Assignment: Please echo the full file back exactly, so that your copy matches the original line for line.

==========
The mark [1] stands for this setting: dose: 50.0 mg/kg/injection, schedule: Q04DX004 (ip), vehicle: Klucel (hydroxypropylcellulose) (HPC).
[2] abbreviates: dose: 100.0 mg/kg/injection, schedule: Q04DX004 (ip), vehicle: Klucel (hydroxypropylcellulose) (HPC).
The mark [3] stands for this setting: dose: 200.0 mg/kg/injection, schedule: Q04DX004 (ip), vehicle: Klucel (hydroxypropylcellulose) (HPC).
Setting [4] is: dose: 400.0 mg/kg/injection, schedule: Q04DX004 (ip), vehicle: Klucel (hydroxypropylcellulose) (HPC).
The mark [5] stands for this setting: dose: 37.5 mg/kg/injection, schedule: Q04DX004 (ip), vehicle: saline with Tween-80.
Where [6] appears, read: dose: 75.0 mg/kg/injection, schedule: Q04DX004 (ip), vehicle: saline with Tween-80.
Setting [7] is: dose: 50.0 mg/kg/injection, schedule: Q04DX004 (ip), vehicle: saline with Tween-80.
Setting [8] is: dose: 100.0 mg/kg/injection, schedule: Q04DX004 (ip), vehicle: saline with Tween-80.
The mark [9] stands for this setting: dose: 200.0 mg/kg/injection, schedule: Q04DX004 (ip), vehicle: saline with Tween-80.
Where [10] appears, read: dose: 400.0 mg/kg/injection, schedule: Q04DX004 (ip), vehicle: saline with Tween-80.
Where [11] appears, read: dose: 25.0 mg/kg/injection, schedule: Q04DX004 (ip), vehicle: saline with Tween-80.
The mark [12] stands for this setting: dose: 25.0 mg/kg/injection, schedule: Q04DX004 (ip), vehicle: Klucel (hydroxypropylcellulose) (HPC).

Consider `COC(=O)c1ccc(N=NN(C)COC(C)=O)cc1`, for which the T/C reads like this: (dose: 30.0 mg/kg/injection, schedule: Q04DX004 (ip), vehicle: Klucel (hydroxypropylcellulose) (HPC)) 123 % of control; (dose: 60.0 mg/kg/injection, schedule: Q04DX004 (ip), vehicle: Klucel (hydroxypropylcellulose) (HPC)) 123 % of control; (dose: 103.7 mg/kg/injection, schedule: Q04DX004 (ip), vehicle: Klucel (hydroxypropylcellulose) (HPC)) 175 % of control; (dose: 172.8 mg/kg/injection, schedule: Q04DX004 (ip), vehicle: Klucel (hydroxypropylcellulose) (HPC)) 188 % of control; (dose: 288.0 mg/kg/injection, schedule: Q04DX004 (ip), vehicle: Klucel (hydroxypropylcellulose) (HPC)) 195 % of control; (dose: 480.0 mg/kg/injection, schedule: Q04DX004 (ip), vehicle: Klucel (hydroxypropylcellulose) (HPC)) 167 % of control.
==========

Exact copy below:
The mark [1] stands for this setting: dose: 50.0 mg/kg/injection, schedule: Q04DX004 (ip), vehicle: Klucel (hydroxypropylcellulose) (HPC).
[2] abbreviates: dose: 100.0 mg/kg/injection, schedule: Q04DX004 (ip), vehicle: Klucel (hydroxypropylcellulose) (HPC).
The mark [3] stands for this setting: dose: 200.0 mg/kg/injection, schedule: Q04DX004 (ip), vehicle: Klucel (hydroxypropylcellulose) (HPC).
Setting [4] is: dose: 400.0 mg/kg/injection, schedule: Q04DX004 (ip), vehicle: Klucel (hydroxypropylcellulose) (HPC).
The mark [5] stands for this setting: dose: 37.5 mg/kg/injection, schedule: Q04DX004 (ip), vehicle: saline with Tween-80.
Where [6] appears, read: dose: 75.0 mg/kg/injection, schedule: Q04DX004 (ip), vehicle: saline with Tween-80.
Setting [7] is: dose: 50.0 mg/kg/injection, schedule: Q04DX004 (ip), vehicle: saline with Tween-80.
Setting [8] is: dose: 100.0 mg/kg/injection, schedule: Q04DX004 (ip), vehicle: saline with Tween-80.
The mark [9] stands for this setting: dose: 200.0 mg/kg/injection, schedule: Q04DX004 (ip), vehicle: saline with Tween-80.
Where [10] appears, read: dose: 400.0 mg/kg/injection, schedule: Q04DX004 (ip), vehicle: saline with Tween-80.
Where [11] appears, read: dose: 25.0 mg/kg/injection, schedule: Q04DX004 (ip), vehicle: saline with Tween-80.
The mark [12] stands for this setting: dose: 25.0 mg/kg/injection, schedule: Q04DX004 (ip), vehicle: Klucel (hydroxypropylcellulose) (HPC).

Consider `COC(=O)c1ccc(N=NN(C)COC(C)=O)cc1`, for which the T/C reads like this: (dose: 30.0 mg/kg/injection, schedule: Q04DX004 (ip), vehicle: Klucel (hydroxypropylcellulose) (HPC)) 123 % of control; (dose: 60.0 mg/kg/injection, schedule: Q04DX004 (ip), vehicle: Klucel (hydroxypropylcellulose) (HPC)) 123 % of control; (dose: 103.7 mg/kg/injection, schedule: Q04DX004 (ip), vehicle: Klucel (hydroxypropylcellulose) (HPC)) 175 % of control; (dose: 172.8 mg/kg/injection, schedule: Q04DX004 (ip), vehicle: Klucel (hydroxypropylcellulose) (HPC)) 188 % of control; (dose: 288.0 mg/kg/injection, schedule: Q04DX004 (ip), vehicle: Klucel (hydroxypropylcellulose) (HPC)) 195 % of control; (dose: 480.0 mg/kg/injection, schedule: Q04DX004 (ip), vehicle: Klucel (hydroxypropylcellulose) (HPC)) 167 % of control.